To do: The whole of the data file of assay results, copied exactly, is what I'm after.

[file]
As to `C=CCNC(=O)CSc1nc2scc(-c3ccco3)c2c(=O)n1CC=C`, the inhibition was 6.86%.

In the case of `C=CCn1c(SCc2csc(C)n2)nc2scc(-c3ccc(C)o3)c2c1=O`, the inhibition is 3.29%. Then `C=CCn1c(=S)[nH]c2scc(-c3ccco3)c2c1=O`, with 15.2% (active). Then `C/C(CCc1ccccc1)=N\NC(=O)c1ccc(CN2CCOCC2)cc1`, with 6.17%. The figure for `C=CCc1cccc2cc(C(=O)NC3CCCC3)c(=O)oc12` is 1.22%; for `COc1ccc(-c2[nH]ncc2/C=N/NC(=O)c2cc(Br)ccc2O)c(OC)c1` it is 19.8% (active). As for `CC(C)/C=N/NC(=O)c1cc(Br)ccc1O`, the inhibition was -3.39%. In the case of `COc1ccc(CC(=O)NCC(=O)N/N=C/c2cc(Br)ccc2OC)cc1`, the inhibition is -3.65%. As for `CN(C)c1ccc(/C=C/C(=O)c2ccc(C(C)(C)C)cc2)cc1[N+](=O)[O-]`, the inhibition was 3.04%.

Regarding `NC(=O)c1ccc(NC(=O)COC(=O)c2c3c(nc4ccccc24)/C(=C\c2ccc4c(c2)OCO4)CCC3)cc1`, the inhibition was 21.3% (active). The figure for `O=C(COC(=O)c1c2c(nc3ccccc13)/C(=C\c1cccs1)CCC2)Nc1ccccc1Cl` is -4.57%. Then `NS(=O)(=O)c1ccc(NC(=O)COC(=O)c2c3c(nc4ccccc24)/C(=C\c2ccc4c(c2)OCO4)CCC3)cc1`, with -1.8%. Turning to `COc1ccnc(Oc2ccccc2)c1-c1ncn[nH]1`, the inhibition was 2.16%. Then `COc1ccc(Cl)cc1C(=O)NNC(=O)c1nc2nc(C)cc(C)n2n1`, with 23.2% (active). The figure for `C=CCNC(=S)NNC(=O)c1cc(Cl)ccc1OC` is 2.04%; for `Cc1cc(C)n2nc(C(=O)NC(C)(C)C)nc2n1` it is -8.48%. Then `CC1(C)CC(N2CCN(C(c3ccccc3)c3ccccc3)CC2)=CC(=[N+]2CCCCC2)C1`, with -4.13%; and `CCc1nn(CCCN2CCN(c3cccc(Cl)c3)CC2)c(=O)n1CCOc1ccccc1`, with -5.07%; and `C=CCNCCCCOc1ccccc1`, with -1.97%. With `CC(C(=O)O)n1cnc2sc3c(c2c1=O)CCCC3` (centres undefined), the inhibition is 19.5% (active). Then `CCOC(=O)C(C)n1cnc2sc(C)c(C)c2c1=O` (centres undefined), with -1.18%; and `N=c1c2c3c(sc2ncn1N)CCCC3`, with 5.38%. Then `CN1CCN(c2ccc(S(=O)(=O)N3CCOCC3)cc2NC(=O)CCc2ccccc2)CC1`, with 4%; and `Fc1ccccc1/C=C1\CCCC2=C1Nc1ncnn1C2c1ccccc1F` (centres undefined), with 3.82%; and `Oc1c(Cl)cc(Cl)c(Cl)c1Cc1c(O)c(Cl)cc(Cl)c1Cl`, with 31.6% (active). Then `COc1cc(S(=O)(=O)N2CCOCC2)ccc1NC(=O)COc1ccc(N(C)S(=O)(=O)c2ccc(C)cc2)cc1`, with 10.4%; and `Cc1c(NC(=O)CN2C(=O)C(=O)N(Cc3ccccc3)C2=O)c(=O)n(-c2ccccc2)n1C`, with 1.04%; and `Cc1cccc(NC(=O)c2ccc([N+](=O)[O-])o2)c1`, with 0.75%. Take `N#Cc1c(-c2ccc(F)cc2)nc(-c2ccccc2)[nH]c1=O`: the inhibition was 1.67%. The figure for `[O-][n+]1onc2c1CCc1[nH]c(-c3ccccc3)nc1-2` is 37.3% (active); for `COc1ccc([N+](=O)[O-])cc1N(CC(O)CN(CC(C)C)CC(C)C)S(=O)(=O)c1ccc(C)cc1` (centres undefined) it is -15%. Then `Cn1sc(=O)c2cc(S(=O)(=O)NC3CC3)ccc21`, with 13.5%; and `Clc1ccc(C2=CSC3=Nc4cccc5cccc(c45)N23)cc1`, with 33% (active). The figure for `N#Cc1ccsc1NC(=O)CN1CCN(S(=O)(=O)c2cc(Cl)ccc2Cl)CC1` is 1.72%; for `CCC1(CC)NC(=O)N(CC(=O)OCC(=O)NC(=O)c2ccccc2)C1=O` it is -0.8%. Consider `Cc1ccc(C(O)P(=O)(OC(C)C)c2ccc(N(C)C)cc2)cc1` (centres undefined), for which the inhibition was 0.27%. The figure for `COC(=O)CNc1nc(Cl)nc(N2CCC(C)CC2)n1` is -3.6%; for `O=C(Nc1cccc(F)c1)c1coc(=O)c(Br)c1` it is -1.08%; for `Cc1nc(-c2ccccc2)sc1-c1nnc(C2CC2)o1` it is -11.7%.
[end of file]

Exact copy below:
As to `C=CCNC(=O)CSc1nc2scc(-c3ccco3)c2c(=O)n1CC=C`, the inhibition was 6.86%.

In the case of `C=CCn1c(SCc2csc(C)n2)nc2scc(-c3ccc(C)o3)c2c1=O`, the inhibition is 3.29%. Then `C=CCn1c(=S)[nH]c2scc(-c3ccco3)c2c1=O`, with 15.2% (active). Then `C/C(CCc1ccccc1)=N\NC(=O)c1ccc(CN2CCOCC2)cc1`, with 6.17%. The figure for `C=CCc1cccc2cc(C(=O)NC3CCCC3)c(=O)oc12` is 1.22%; for `COc1ccc(-c2[nH]ncc2/C=N/NC(=O)c2cc(Br)ccc2O)c(OC)c1` it is 19.8% (active). As for `CC(C)/C=N/NC(=O)c1cc(Br)ccc1O`, the inhibition was -3.39%. In the case of `COc1ccc(CC(=O)NCC(=O)N/N=C/c2cc(Br)ccc2OC)cc1`, the inhibition is -3.65%. As for `CN(C)c1ccc(/C=C/C(=O)c2ccc(C(C)(C)C)cc2)cc1[N+](=O)[O-]`, the inhibition was 3.04%.

Regarding `NC(=O)c1ccc(NC(=O)COC(=O)c2c3c(nc4ccccc24)/C(=C\c2ccc4c(c2)OCO4)CCC3)cc1`, the inhibition was 21.3% (active). The figure for `O=C(COC(=O)c1c2c(nc3ccccc13)/C(=C\c1cccs1)CCC2)Nc1ccccc1Cl` is -4.57%. Then `NS(=O)(=O)c1ccc(NC(=O)COC(=O)c2c3c(nc4ccccc24)/C(=C\c2ccc4c(c2)OCO4)CCC3)cc1`, with -1.8%. Turning to `COc1ccnc(Oc2ccccc2)c1-c1ncn[nH]1`, the inhibition was 2.16%. Then `COc1ccc(Cl)cc1C(=O)NNC(=O)c1nc2nc(C)cc(C)n2n1`, with 23.2% (active). The figure for `C=CCNC(=S)NNC(=O)c1cc(Cl)ccc1OC` is 2.04%; for `Cc1cc(C)n2nc(C(=O)NC(C)(C)C)nc2n1` it is -8.48%. Then `CC1(C)CC(N2CCN(C(c3ccccc3)c3ccccc3)CC2)=CC(=[N+]2CCCCC2)C1`, with -4.13%; and `CCc1nn(CCCN2CCN(c3cccc(Cl)c3)CC2)c(=O)n1CCOc1ccccc1`, with -5.07%; and `C=CCNCCCCOc1ccccc1`, with -1.97%. With `CC(C(=O)O)n1cnc2sc3c(c2c1=O)CCCC3` (centres undefined), the inhibition is 19.5% (active). Then `CCOC(=O)C(C)n1cnc2sc(C)c(C)c2c1=O` (centres undefined), with -1.18%; and `N=c1c2c3c(sc2ncn1N)CCCC3`, with 5.38%. Then `CN1CCN(c2ccc(S(=O)(=O)N3CCOCC3)cc2NC(=O)CCc2ccccc2)CC1`, with 4%; and `Fc1ccccc1/C=C1\CCCC2=C1Nc1ncnn1C2c1ccccc1F` (centres undefined), with 3.82%; and `Oc1c(Cl)cc(Cl)c(Cl)c1Cc1c(O)c(Cl)cc(Cl)c1Cl`, with 31.6% (active). Then `COc1cc(S(=O)(=O)N2CCOCC2)ccc1NC(=O)COc1ccc(N(C)S(=O)(=O)c2ccc(C)cc2)cc1`, with 10.4%; and `Cc1c(NC(=O)CN2C(=O)C(=O)N(Cc3ccccc3)C2=O)c(=O)n(-c2ccccc2)n1C`, with 1.04%; and `Cc1cccc(NC(=O)c2ccc([N+](=O)[O-])o2)c1`, with 0.75%. Take `N#Cc1c(-c2ccc(F)cc2)nc(-c2ccccc2)[nH]c1=O`: the inhibition was 1.67%. The figure for `[O-][n+]1onc2c1CCc1[nH]c(-c3ccccc3)nc1-2` is 37.3% (active); for `COc1ccc([N+](=O)[O-])cc1N(CC(O)CN(CC(C)C)CC(C)C)S(=O)(=O)c1ccc(C)cc1` (centres undefined) it is -15%. Then `Cn1sc(=O)c2cc(S(=O)(=O)NC3CC3)ccc21`, with 13.5%; and `Clc1ccc(C2=CSC3=Nc4cccc5cccc(c45)N23)cc1`, with 33% (active). The figure for `N#Cc1ccsc1NC(=O)CN1CCN(S(=O)(=O)c2cc(Cl)ccc2Cl)CC1` is 1.72%; for `CCC1(CC)NC(=O)N(CC(=O)OCC(=O)NC(=O)c2ccccc2)C1=O` it is -0.8%. Consider `Cc1ccc(C(O)P(=O)(OC(C)C)c2ccc(N(C)C)cc2)cc1` (centres undefined), for which the inhibition was 0.27%. The figure for `COC(=O)CNc1nc(Cl)nc(N2CCC(C)CC2)n1` is -3.6%; for `O=C(Nc1cccc(F)c1)c1coc(=O)c(Br)c1` it is -1.08%; for `Cc1nc(-c2ccccc2)sc1-c1nnc(C2CC2)o1` it is -11.7%.